Joana Vasconcelos thinks big for Jupiter Artland’s tenth birthday

Joana Vasconcelos thinks big for Jupiter Artland’s tenth birthday

Jupiter Artland – the evocatively named sculpture park nestled in a pocket of rural Scotland – has turned a decade old, and opened a fresh season last month with an ambitious new programme. Sprawling across 100 acres of lawns, meadows and woodland on Edinburgh’s fringe, the park is owned, funded and inhabited by collectors Nicky and Robert Wilson.

It’s a tough task to find a focal point in such a vibrant, diverse and star-studded space. Perhaps the utopian ‘turf mounds’ of Charles Jencks’ Cells of Life, or Antony Gormley’s tangled Firmament, or even Cornelia Parker’s brooding landscape with Gun and Tree? Perhaps it’s better to home in on Jupiter’s most recent recruits: two illustrious female artists dominating both the contemporary art and Scottish landscape.

A new exhibition by Portuguese artist Joana Vasconcelos tackles themes of gender, socio-politics and intercultural craftsmanship. In 2005, the artist seized attention with her provocative use of materials at the 51st Venice Biennale; in 2012, she became the first woman and youngest artist to have ever exhibited in the Palace of Versailles with A Noiva (The Bride), a chandelier work composed of 25,000 tampons.

Valkyrie #3, 2004, by Joana Vasoncelos

Valkyrie #3, 2004, by Joana Vasoncelos. Photography: Ruth Clark. Courtesy of Jupiter Artland

Her work is consistently outsized and adventurous. ‘I’m not afraid of many things that were in the past were used as problems for women,’ she says. In a place so dense with Scottish history, Vasconcelos’ work – though firmly rooted in Portuguese tradition – feels very much at home. And there are links: tradition marries tradition and seemingly opulent sculptures sit within an opulent environment.

Take Red Independent Heart #3 (2008), a colossal rotating sculpture hung in the centre of Jupiter’s Jacobean ballroom. The crimson construction sparkles as it rotates to a traditional Portuguese soundtrack. From afar, the heart appears to be made from thousands of precious jewels; up close the viewer is blinded by iridescence, realising that in fact comprises 1,000 pieces of plastic cutlery, bent and bound together using the filigree technique; Vasconcelos has engineered a trompe l’oeil that leaves us questioning how fell into its deception.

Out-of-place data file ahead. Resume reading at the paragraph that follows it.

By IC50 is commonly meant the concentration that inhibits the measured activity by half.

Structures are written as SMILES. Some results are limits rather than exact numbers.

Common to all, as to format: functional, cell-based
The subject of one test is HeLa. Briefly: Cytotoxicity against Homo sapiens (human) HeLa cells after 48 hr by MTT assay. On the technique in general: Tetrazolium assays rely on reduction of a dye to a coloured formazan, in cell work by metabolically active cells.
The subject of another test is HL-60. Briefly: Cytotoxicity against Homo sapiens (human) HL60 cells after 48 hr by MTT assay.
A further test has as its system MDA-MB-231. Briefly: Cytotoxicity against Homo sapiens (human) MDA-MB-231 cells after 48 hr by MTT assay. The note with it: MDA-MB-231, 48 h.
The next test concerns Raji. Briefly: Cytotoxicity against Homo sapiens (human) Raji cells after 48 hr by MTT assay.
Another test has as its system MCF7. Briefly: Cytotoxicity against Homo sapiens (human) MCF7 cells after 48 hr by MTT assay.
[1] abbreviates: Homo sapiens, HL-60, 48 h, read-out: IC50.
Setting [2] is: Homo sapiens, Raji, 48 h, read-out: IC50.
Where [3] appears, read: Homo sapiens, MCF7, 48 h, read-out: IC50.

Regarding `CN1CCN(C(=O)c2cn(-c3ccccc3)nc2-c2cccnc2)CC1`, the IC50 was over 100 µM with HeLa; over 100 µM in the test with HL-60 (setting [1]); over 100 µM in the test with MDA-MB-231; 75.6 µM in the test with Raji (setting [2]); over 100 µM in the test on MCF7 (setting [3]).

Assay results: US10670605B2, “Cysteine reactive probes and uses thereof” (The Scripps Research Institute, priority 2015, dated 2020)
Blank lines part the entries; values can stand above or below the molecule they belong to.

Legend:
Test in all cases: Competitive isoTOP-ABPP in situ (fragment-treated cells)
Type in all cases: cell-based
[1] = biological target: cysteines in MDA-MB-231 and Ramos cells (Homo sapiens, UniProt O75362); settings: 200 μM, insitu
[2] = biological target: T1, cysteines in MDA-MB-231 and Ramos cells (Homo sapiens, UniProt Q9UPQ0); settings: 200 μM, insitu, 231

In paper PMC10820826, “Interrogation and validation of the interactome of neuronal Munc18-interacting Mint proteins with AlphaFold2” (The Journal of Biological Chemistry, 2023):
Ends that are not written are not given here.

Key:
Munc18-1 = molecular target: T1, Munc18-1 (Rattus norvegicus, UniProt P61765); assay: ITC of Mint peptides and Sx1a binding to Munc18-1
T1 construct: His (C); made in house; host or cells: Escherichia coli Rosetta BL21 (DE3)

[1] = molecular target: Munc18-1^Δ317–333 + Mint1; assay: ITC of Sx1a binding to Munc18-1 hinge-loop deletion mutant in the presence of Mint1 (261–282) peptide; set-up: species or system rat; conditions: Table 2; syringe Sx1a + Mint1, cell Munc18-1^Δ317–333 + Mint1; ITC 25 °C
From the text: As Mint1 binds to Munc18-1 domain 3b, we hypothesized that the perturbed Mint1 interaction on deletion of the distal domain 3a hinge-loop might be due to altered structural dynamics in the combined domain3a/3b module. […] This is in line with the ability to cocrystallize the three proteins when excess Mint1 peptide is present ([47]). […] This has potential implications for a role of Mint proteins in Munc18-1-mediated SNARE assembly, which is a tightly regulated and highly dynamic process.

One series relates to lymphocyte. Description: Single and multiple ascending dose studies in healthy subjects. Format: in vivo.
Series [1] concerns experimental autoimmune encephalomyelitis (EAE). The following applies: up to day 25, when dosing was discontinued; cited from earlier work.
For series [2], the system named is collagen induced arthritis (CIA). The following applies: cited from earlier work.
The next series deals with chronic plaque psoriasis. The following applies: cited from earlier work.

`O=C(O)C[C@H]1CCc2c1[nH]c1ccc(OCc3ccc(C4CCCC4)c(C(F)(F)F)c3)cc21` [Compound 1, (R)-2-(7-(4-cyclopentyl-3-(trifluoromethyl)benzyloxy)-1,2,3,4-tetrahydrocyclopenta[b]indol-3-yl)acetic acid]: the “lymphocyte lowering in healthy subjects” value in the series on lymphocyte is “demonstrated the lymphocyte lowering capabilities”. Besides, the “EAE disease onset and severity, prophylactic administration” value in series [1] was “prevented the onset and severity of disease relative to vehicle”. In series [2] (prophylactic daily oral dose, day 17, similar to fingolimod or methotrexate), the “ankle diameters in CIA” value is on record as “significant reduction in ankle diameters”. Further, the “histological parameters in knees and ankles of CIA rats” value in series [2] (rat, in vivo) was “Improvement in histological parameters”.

Coração Independente Vermelho (Red Independent Heart), 2005, by Joana Vasoncelos

Coração Independente Vermelho (Red Independent Heart), 2005, by Joana Vasoncelos. Photography: Ruth Clark. Courtesy of Jupiter Artland

This theme continues on the lawn of the Ballroom Garden, where another of her pieces, Carmen Miranda (2008) glistens in the sun. This huge metallic stiletto – made from industrial stainless steel pans and lids – is a commentary on femininity and the role of women in a domestic environment.

‘All my engineers and architects said, “It’s not going to sustain itself, it’s going to fall down,”’ presuming that as a woman, Vasconcelos would have no idea about engineering and construction. ‘I [retorted], “It’s going to sustain,”’ she recalls. ‘“You don’t know about high heels, I know about high heels.”’ And sustain it has, in all its surreal majesty.

Quarry, 2018, by Phyllida Barlow

Quarry, 2018, by Phyllida Barlow. Photography: Anna Kunst. Courtesy of Jupiter Artland

Vasconcelos’ presentation sits alongside British artist Phyllida Barlow’s new large-scale sculptural installation. ‘Times have changed for women,’ says Vasconcelos. ‘If you look at Phyllida’s and my career, they are 30 years apart – a lot has changed in the world.’

Barlow’s first permanent outdoor commission, Quarry, is well woven into its surroundings. Occupying a woodland clearing, the trio of site-specific sculptures complement their environment. Two immense, dystopian concrete pillars with ‘sky frames’ stand adjacent to a mountainous boulder with a haphazard flight of steps, reflecting reflect Barlow’s signature textures and imposing scale. ‘There was the complex issue of meddling with nature,’ Barlow says, ‘to have empathy, but also be in stark contrast.’ §

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